Begin to Code Python Snaps

Creating pretty menu screens, Snaps style

Creating pretty menu screens, Snaps style

As you might know, I'm working on Begin to Code Python. You can order a copy below. It will be out once I've finished writing it....

When I wrote the Begin to Code with C# book (which you can buy now - see below) I wrote a library of functions I called Snaps. The idea was to use these to make it easy for people to create impressive applications right from the start. Snaps for C# became an enormous library that you can find on GitHub here. I'm using it for my Monday Snaps which you can read each, er, Monday. 

Anyhoo, when I started the Python book I wondered about writing a Snaps library for Python. I've always been concerned that people might think that they are getting a book about Snaps, not programming, and so I wasn't sure whether another library would be a good idea. And the libraries do take a while to build. 

To cut a long story short, I've decided to make some Snaps for Python. They're much more lightweight than the ones I wrote for C#. They're built on the pygame framework so that I can get some nice graphical and audio elements with minimal effort. I've put the first version of Python Snaps, along with all the sample programs for the first five chapter's worth of examples, on GitHub here.

I must admit I'm really (and I mean really) enjoying writing Python at the moment. As a language that lets you go quickly from idea to implementation I think it is very hard to beat. It requires a different approach to programming from a language like C#.  but that's not a bad thing. 

Amazon Echo in Hull

Our Amazon Echo works really well. Except sometimes. The radio service, on TuneIn, frequently stops or breaks up.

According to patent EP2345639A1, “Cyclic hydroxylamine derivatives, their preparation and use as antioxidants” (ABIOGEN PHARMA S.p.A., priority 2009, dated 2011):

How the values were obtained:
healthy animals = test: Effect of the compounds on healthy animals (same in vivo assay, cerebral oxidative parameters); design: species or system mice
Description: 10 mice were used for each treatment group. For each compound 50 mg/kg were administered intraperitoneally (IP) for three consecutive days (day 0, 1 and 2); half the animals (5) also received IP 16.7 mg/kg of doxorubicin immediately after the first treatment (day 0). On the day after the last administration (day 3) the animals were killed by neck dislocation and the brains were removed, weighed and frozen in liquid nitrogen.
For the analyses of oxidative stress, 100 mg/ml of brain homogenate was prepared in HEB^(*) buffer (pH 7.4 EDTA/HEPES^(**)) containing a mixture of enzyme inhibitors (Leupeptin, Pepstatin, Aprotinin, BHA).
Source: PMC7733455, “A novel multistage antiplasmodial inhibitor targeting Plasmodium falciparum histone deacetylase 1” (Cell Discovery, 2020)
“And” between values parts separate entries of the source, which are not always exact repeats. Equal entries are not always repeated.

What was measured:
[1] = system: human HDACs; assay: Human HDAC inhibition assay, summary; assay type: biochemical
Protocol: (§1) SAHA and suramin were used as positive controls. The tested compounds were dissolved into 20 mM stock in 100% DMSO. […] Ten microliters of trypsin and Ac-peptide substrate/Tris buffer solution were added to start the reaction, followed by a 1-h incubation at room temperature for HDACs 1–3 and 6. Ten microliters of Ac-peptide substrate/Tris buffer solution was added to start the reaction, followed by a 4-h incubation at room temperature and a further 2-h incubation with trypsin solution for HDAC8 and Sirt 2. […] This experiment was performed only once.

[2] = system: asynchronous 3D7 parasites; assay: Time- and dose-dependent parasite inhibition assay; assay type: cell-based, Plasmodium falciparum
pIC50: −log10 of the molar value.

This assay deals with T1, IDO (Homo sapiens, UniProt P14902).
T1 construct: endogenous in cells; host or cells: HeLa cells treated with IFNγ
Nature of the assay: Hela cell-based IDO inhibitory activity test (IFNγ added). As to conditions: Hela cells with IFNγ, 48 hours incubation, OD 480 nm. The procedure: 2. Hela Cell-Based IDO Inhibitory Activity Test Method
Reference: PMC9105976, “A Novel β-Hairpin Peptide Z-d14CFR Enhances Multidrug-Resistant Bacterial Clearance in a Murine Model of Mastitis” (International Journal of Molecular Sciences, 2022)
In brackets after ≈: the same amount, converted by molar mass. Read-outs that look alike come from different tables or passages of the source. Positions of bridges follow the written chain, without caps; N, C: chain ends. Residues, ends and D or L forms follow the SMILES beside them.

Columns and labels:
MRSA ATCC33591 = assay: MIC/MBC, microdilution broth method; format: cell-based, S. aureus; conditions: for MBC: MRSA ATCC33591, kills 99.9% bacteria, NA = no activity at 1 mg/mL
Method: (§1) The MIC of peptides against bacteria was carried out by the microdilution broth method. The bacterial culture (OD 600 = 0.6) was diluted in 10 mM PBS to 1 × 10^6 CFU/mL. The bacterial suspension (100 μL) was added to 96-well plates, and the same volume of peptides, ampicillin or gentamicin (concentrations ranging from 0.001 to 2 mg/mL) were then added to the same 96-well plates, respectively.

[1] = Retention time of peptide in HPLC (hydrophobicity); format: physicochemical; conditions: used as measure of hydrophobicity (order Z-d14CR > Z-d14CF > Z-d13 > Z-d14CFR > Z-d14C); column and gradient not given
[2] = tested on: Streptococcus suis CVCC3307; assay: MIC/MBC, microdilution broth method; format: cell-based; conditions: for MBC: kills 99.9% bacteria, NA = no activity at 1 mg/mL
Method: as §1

If we ask again for the station it plays again for a while and then stops. It used to do this a lot a while back, but it seemed to have settled down.

I'm not sure if it is the WiFi in the house or the networking in Hull. Anyone else in Hull with an Echo had a problem with radio playback?

Baby Driver is a great film

Baby Driver is a great film. Perhaps a bit more driving would have been nice, but not really necessary. It has shades of Reservoir Dogs, Cape Fear and Hot Fuzz. All in a good way. Snappy direction, driving music and even a happy ending (spoiler alert - too late...). 

We managed to track down a screening last week. It might be a bit harder to find now, but it is well worth seeking out. 

Monday Snaps: Steering the Cheese

Welcome to this week's Monday Snap. We're re-creating the game Cheese Lander using the Snaps game framework. You can find earlier episodes here. Last week we put the bread and the cheese at their start positions. This week we're going to get the cheese moving. 

Games work by repeatedly updating the game engine and then re-drawing the display. In a Snaps game we use a C# loop to do this:

void gameLoop()
{
    while (true)
    {
        SnapsEngine.DrawGamePage();
    }
}

At the moment the gameLoop method just repeatedly draws the game page. The DrawGamePage method also pauses the loop so that it runs at the selected frame rate, which for our game is 60Hz. I'm going to add a call of a method to update the cheese position.